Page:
Talent management systems: All you need to know

Talent management systems: All you need to know
By Joe Sharpe | 11/10/2022 | 13 min read

1. What is Talent Management

Talent management includes the HR processes involved in attracting, developing, motivating, and retaining high-performing employees.

Talent management helps employers grow their employees’ capabilities to help meet the objectives of the organization.

The talent management process includes these elements: 

  • Identifying vacant positions and gaps in talent 
  • Sourcing good candidates for hire 
  • Onboarding of new employees
  • Growing employees to develop the skills and expertise your organization needs 
  • Engaging, retaining and motivating employees to achieve long-term business goals.

2. Talent Management vs Talent Acquisition

Talent acquisition is the process of attracting and hiring employees to help meet the needs of an organization. It’s a subset of the activities that comprise talent management.

Talent management extends beyond the attraction and hiring of employees.

It involves:

  • Training and development
  • Keeping employees satisfied and engaged
  • Preparing them to take on more responsibility

3. Functions of Talent Management

Talent management includes these specific functions

4. What Is a Talent Management System?

A talent management system (TMS) is an integrated software solution that enables the full scope of talent management processes. A TMS focuses on meeting the needs of employees in ways that benefit employers.

5. Why Your Company Needs a Talent Management System

A TMS helps you make talent management processes consistent and efficient across your organization.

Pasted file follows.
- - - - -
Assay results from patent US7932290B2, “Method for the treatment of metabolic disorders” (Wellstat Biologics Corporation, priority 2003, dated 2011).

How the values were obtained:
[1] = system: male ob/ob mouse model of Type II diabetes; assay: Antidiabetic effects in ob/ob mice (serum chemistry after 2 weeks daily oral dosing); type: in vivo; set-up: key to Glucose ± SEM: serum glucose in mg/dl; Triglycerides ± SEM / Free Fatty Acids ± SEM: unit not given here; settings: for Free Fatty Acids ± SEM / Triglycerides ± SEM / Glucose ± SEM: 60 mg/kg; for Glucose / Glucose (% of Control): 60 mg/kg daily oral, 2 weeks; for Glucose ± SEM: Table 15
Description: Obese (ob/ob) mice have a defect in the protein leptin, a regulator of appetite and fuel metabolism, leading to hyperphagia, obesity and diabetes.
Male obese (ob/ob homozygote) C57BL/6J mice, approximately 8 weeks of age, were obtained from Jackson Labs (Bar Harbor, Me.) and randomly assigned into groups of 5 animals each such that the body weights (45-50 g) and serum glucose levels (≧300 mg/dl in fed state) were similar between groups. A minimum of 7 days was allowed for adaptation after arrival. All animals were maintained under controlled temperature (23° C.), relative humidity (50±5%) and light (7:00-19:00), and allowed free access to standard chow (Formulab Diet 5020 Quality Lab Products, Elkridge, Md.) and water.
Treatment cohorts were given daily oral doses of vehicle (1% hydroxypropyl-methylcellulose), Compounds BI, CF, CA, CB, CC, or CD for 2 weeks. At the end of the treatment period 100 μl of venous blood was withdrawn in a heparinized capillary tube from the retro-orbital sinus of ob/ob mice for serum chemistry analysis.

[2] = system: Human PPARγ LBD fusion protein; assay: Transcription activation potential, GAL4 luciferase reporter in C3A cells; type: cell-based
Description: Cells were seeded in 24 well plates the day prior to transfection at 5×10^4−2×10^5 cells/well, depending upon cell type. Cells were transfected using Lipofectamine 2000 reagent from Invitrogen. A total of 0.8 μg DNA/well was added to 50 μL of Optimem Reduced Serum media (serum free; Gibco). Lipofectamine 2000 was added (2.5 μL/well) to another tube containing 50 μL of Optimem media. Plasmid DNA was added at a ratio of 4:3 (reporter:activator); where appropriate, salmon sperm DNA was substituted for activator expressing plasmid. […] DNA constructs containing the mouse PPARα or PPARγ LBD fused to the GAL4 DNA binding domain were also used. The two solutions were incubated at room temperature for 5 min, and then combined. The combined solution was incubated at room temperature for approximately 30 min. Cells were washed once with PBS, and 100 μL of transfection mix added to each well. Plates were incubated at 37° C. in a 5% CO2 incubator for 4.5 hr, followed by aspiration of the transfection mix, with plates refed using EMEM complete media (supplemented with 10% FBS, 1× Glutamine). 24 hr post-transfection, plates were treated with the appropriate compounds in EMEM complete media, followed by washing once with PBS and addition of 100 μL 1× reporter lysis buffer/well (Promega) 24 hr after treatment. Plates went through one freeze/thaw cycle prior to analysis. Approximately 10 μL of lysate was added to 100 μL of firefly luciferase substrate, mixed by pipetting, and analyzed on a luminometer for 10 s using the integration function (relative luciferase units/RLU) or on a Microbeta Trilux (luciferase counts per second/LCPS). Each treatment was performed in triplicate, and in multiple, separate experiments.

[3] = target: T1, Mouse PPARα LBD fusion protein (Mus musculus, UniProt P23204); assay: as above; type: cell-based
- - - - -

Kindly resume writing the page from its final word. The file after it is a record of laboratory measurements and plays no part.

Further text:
As your company grows, it becomes harder to track each job candidate and employee manually. This is especially true when you operate in multiple locations.

Your data is likely to be fragmented and incomplete. Your talent-management processes are likely to be inconsistent. You leave too much to chance.

As a result, some highly valued employees may be neglected. Employees who feel neglected are likely to get discouraged. Their performance suffers. They may leave your company.

A TMS helps solve these problems. It enables your Human Resources team to track and manage the recruitment, development, and performance of employees and candidates across your organization.

Essential Features of a Talent Management System

A TMS typically addresses these processes

This section also addresses integration between TMS and other HR information systems.

1. Talent acquisition

In high-growth organizations, the goal is to deliver talent fast. In slower-growing companies, quality of talent acquisition may be more important than speed.

Talent acquisition systems typically facilitate these functions:

  • Creating and managing job requisitions
  • Posting to multiple job boards
  • Assessing candidates
  • Conducting online interviews
  • Recruiting proactively

Most talent acquisition systems also include these capabilities:

2. Learning Management

Learning management systems (or LMS) enable companies and employees to manage the learning and development of employees.

LMS are likely to offer various combinations of these key capabilities:

  • Traditional learning
  • Social learning
  • Tracking and compliance
  • Coaching and sharing
  • Development and management of learning plans

3. Performance Management

Depending on the software you choose, you may find performance management capabilities within either a TMS or a Workforce Management System (WMS).

4. Compensation and Benefits Management

Compensation management and benefits management software may be packaged and licensed as separate systems. But some software vendors bundle the two together.

Through compensation management, employers plan and manage everything of financial value they give an employee in exchange for work.

Employee compensation includes an employee’s salary or wages, plus benefits, bonuses, and rewards.

Compensation management software helps organizations plan and administer employee compensation packages.